I recently looked into some alternatives to Rubymine, for doing some (Ruby) side projects. I mostly use Rubymine at work, so I thought it would be a good idea to familarize myself with another IDE. While I have used editors to work on Ruby, in particular Atom and Sublime and heard that Vim (plus plugins) is another popular choice, I wanted to see what is out there. To make it short how my search ended: I will use Atom, for the time being, when I work with Ruby. (First I will rather work on this blog and a project for which I like to use Jekyll, or another static site generator though.) The Ruby ecosystem seems to no longer have supported a variety of IDEs anymore in recent years. You do find quite a few discontinued projects though and others which no longer have full support.
“NOTE: As of NetBeans IDE 7.0, support for Ruby and Ruby on Rails is no longer available in the standard NetBeans IDE build. Please see the Ruby Support Wiki page for more information.” it says. And this Wiki page has last been edited in 2013! The plugin itself has last seen an update in 2015.
Ruby in Steel
This IDE by SaphireSteel Software seems to have been last updated in 2010. Maybe it was popular back then, because posts mentioning still rank highly in some of my searches. From some comments I gathered that it might have rather been a plugin to Visual Studio, at least at some point, not a fully independent project.
Not actually an IDE, but as it is an editor written in Ruby, with working on Ruby in mind, among other things, it gets an “honorable mention” here. Last update of the repo was in May 2013.
This is an actual Ruby IDE written in Ruby, under the Ruby license. However, the repo was last updated in 2015, and it looks like the bulk of the work was done by only two contributors.
First and foremost a Python IDE, but Wikipedia mentions it as a Ruby IDE. On the website, I did not find any mention of Ruby though.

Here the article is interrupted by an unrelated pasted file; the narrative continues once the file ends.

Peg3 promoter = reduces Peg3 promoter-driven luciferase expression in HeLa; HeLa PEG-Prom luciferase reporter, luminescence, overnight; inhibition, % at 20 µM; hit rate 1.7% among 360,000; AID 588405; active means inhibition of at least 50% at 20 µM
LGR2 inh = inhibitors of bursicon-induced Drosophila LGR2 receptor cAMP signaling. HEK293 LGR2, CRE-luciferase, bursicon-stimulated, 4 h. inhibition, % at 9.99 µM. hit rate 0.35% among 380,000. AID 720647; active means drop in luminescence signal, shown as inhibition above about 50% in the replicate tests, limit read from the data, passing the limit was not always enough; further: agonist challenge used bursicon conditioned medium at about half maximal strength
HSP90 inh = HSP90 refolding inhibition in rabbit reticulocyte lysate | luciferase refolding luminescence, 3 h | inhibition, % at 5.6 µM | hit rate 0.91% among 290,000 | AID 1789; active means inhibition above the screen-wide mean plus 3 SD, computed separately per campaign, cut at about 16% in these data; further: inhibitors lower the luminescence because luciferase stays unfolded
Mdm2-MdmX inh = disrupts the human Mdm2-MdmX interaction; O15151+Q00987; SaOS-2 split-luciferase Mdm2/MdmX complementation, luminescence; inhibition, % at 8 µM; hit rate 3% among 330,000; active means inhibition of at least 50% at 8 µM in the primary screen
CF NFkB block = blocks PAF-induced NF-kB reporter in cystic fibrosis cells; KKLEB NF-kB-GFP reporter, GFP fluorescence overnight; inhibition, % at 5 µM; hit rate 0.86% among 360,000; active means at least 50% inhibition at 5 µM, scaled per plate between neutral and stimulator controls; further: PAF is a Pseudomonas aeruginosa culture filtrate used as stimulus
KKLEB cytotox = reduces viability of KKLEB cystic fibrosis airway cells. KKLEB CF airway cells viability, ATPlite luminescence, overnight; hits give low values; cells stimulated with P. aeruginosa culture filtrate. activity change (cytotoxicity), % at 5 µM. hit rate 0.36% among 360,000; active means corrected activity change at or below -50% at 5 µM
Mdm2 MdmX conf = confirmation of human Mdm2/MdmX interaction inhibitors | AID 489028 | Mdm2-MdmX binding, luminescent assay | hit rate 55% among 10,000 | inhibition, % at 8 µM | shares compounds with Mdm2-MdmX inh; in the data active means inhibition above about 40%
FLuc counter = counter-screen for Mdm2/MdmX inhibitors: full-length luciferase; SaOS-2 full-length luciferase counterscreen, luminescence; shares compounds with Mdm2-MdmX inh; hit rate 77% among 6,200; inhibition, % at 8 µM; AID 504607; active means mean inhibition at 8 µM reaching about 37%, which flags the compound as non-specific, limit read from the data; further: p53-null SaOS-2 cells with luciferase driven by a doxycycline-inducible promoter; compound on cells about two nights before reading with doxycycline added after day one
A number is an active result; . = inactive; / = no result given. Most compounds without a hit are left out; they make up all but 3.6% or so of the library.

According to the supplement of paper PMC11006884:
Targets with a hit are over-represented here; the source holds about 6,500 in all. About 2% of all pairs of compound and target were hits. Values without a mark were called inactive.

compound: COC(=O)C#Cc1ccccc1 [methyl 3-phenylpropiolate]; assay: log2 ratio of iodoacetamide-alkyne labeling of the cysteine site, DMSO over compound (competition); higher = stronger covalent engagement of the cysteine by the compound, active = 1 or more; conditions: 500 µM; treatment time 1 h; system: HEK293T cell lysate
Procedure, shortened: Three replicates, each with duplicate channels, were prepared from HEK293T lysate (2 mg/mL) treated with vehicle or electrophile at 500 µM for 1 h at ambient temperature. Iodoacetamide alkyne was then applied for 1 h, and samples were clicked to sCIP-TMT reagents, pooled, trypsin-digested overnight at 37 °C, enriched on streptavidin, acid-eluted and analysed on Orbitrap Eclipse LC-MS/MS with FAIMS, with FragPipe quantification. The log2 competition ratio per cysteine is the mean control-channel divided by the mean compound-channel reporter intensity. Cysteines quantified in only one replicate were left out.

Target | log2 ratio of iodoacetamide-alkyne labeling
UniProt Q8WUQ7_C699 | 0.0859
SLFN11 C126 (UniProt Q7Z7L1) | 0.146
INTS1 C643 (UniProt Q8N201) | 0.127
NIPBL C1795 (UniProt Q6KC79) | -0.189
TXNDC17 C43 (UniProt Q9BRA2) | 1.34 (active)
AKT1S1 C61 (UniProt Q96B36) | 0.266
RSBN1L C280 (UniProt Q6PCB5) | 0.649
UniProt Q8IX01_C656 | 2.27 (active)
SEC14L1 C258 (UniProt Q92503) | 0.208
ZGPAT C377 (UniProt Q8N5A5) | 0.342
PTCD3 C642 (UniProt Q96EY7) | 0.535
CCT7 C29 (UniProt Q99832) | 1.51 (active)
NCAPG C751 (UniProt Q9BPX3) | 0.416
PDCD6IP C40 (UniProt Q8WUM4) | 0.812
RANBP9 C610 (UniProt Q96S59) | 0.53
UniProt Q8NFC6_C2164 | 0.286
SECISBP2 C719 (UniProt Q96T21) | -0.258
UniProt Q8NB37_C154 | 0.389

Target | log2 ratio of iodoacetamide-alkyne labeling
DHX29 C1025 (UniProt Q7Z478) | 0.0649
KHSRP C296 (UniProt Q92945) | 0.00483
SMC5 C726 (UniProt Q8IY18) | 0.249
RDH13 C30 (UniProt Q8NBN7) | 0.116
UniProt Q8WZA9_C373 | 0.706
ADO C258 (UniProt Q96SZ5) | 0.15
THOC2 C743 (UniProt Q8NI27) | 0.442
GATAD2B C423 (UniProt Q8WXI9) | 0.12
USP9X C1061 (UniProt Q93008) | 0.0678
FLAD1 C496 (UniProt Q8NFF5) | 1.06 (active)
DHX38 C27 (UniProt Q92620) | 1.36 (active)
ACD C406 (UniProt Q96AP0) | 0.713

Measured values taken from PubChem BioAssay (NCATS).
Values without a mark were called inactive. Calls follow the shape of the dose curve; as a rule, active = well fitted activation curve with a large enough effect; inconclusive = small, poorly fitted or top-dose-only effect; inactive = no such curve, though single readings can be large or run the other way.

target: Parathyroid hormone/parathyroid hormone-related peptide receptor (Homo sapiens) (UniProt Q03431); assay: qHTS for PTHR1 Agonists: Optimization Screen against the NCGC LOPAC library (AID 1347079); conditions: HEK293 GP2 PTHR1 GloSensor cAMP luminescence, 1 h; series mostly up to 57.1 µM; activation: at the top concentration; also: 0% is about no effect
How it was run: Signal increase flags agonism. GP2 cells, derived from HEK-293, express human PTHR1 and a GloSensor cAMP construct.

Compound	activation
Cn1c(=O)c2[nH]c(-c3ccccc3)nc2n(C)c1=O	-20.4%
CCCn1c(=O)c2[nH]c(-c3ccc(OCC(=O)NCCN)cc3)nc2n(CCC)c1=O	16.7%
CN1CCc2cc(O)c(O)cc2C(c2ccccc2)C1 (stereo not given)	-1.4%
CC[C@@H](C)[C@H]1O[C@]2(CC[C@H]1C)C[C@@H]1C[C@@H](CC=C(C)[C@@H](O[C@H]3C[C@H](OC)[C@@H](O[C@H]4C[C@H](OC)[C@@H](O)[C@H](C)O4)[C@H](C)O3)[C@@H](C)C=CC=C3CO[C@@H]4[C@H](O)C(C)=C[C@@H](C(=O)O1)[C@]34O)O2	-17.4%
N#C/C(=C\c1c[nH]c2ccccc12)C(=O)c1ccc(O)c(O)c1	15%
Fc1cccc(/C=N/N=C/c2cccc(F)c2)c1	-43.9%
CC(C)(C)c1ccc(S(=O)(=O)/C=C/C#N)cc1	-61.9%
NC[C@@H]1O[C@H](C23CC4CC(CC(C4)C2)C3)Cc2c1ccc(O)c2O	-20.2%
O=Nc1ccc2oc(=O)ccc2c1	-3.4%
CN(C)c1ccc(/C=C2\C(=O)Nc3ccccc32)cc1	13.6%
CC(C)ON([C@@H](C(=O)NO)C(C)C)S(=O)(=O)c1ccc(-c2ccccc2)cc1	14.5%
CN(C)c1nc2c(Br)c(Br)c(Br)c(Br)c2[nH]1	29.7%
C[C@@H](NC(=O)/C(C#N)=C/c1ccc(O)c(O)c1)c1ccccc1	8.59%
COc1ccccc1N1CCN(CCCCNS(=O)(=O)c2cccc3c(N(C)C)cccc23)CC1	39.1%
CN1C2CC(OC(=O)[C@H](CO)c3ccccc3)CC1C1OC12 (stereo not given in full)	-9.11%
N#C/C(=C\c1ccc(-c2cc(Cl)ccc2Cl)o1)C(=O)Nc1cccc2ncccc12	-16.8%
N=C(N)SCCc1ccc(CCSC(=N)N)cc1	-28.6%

An Emacs-based project. Their Ruby support plugin last got an update in 2014.
Not a general purpose IDE, but rather a tool to create GUIs for Ruby, based on what I get from the site. Last updated in July 2016, so in comparison still somewhat “active”.
Aptana Studio seems to actually be still active in their Ruby support! I am not sure why I decided on not using it for now, actually. Maybe I will get back to it, once I work on something with Ruby.
Also seems to still have active Ruby support. A license costs significantly more than RubyMine though, so I do not think I will give it a try.
There might be a couple more I have not come across now, of course. I do not know how this compares to other languages, for example Python, and if it might be a common theme that for a fairly “mature” language there is more obsolete IDEs than current options. That does seem likely though, given the economics involved. Several Ruby IDEs seem to have been discontinued around 2013 till 2015. At that time, Rails was already at version 4 and fairly popular, so development work necessary to move from a general Ruby IDE to an IDE that specifically supports Rails probably was not a major factor.